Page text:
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Books this Season: Nonfiction

Spring 2008

Here we introduce the most talked about books of the 2008 spring season. The German newspapers have long and (for some) tedious names, so we use abbreviations. Here is a key to them.

Fiction / Nonfiction


Culture steps over the border into power, power welcomes it with a open arms and culture repays the compliment with a pen. Or more specifically, the French star playwright Yasmina Reza ("Art") shadowed Nicolas Sarkozy throughout the election campaign and then published "L'Aube le soir ou la nuit", now available in German as "Frühmorgens, abends oder nachts", a portrait of a man who landed the job he had always coveted. The proximity to her subject, for the FAZ at least, has not impaired her vision, but has allowed the author to practise an unsparing "vivisection" of a man of our time.

Into the kitchen

Bill Buford was the literary editor at the New Yorker but left his job to study under the star chef Mario Batali. He then described the excruciating results in "Heat: An Amateur's Adventures as Kitchen Slave, Line Cook, Pasta-Maker, and Apprentice to a Dante-Quoting Butcher in Tuscany". Critics from the FAZ and FR cannot believe their eyes. The "jobs from hell" have been transformed into an exquisite reading pleasure and you learn everything you ever needed to know about the art of cooking at the very highest level, or a perhaps a wafer thin mint too much. (Here an excerpt from the New Yorker)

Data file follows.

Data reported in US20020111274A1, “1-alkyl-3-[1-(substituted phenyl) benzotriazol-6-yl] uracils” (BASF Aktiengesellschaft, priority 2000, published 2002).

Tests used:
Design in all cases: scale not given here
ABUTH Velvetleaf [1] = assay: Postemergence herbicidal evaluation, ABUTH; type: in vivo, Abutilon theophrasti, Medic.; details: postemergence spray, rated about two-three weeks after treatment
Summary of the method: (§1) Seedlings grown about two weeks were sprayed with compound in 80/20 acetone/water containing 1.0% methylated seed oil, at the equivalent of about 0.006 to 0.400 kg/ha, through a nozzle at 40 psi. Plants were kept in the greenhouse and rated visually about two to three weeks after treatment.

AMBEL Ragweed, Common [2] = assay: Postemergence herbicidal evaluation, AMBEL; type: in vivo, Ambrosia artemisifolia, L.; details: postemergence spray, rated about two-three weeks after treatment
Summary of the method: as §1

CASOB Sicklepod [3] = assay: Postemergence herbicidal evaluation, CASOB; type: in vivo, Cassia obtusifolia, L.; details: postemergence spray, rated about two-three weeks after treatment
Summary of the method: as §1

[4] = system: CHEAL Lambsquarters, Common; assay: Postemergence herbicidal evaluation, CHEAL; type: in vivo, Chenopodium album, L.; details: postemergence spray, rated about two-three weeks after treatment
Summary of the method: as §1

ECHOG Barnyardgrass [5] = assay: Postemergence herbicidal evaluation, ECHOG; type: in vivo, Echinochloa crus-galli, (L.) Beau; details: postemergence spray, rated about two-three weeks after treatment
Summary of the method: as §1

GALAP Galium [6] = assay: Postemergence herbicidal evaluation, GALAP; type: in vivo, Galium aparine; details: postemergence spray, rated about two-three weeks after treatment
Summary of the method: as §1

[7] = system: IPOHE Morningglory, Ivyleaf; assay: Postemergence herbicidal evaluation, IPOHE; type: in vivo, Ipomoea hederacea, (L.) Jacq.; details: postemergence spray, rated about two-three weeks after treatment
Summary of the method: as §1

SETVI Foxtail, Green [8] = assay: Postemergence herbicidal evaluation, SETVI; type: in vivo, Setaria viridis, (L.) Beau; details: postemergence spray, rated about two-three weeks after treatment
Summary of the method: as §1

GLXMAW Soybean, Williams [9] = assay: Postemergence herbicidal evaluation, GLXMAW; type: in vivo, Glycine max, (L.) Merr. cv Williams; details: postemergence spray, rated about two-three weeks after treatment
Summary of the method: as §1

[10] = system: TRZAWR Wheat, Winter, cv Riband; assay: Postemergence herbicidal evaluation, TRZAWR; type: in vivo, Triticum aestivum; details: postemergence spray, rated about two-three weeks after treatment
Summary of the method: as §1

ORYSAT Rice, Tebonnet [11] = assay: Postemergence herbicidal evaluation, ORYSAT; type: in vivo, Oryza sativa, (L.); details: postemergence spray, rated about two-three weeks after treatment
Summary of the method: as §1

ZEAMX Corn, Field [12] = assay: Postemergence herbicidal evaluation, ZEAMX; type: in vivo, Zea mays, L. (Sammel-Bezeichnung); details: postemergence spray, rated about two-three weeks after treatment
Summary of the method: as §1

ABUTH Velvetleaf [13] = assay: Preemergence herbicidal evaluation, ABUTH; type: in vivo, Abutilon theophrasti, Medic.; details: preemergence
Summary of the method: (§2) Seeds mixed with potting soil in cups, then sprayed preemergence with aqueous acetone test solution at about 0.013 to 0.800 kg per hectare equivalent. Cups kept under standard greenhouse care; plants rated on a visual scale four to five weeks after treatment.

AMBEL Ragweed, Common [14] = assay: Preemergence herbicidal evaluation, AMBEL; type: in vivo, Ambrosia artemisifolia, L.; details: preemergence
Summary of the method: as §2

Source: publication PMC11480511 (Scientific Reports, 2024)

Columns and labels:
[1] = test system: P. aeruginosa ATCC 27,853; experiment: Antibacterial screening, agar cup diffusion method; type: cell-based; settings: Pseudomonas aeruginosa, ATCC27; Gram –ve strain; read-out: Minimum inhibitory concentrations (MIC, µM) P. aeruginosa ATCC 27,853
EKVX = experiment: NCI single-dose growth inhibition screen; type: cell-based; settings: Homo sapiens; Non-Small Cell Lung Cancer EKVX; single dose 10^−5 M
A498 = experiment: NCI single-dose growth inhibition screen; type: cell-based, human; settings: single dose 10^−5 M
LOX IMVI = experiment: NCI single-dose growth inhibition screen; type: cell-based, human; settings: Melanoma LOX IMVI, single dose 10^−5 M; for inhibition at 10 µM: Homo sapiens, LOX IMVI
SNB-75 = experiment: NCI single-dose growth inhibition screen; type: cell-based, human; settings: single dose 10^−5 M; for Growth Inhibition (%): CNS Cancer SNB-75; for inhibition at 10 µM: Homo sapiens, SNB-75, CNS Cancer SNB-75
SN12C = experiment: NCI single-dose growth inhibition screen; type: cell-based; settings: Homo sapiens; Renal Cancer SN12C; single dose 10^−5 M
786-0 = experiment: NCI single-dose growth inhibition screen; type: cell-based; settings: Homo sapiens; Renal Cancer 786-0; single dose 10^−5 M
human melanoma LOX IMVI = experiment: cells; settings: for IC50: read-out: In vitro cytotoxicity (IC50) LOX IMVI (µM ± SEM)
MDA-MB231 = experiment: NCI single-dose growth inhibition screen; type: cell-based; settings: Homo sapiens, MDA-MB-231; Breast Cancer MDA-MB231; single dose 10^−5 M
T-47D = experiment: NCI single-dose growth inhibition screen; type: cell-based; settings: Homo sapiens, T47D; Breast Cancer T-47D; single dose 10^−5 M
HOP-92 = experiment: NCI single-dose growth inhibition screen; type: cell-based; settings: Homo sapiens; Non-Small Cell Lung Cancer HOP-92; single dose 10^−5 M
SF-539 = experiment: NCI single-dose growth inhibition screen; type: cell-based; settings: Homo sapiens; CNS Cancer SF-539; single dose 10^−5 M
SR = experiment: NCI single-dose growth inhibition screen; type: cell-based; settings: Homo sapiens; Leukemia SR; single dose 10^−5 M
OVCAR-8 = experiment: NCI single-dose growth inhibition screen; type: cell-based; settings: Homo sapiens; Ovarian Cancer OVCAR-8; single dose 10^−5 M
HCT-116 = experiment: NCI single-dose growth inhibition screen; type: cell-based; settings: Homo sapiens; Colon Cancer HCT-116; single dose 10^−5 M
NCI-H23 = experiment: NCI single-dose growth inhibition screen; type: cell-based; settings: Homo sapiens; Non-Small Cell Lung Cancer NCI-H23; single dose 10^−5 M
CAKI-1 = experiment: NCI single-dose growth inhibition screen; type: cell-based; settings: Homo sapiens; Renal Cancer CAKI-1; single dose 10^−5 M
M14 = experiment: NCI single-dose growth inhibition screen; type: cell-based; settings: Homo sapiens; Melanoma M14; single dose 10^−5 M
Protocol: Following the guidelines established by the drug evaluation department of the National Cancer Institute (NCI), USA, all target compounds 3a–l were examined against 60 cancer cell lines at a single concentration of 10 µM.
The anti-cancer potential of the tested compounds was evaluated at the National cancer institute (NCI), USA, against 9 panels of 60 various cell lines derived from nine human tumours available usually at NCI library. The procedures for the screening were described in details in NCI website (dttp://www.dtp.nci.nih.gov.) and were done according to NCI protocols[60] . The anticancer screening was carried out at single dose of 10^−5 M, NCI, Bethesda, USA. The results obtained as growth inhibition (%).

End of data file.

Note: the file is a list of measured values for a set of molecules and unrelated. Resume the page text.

The non-fiction books this spring take on Islam from all imaginable angles. One of the most respected authorities on the subject, Olivier Roy, has written his "Le Croissant et le chaos", now available in German, as a polemic against over-simplification. He doesn't limit himself to the - nuanced - criticism of hawkish American policy, but also insists that the western image of Islam, veiled as it is by ignorance, should be more complex. The German feuilletons couldn't agree more. The FAZ believes that it is "already the most important book for the aftermath of the next major terrorist attack." The SZ is overflowing with praise for this "furious little book", the taz quibbles with a number of details but recommends it nevertheless, as the work of an "original thinker."

But there is no question where allegiances lie in the battle of the Mohammed biographies. While "Mohammed" by the Dutch academic Hans Jansen met with fierce resistance from die Zeit, mainly on the basis of its sarcasm and "unscientific argumentation", German Islam expert Tilman Nagel won all round approval for his two books. In "Mohammed" he examines the "life and legends" of the prophet; in "Allas Liebling" (Allah's favourite) he analyses the "origins and forms of belief in Mohammed". For SZ critic Peter Heine, a colleague of Nagel, the results of the research and their presentation are "impressive and convincing in their entirety". See our feature by Tilman Nagel here.

Two further books probe the relationship between Europe and Islam from historical and art historical vantage points. Ekkehard Eickhoff has drastically updated his classic book "Venedig, Wien und die Osmanen" (Venice, Vienna and the Ottomans), which describes Euro-Islamic relations in the second half of the 17th century, to the immense satisfaction of the FAZ. The paper celebrates the volume as a shining example of a "narrative historiography" which was bordering on extinction. iIn "Florenz und Bagdad" art historian Hans Belting discovers Arab roots to the concept of central perspective, a construct widely believed to be typically western. For the SZ, it is nothing less than a "stroke of genius" which should be read as an appeal for a deeper comparison of the two cultures more. Die Zeit found the book "saturated with thoughts and facts".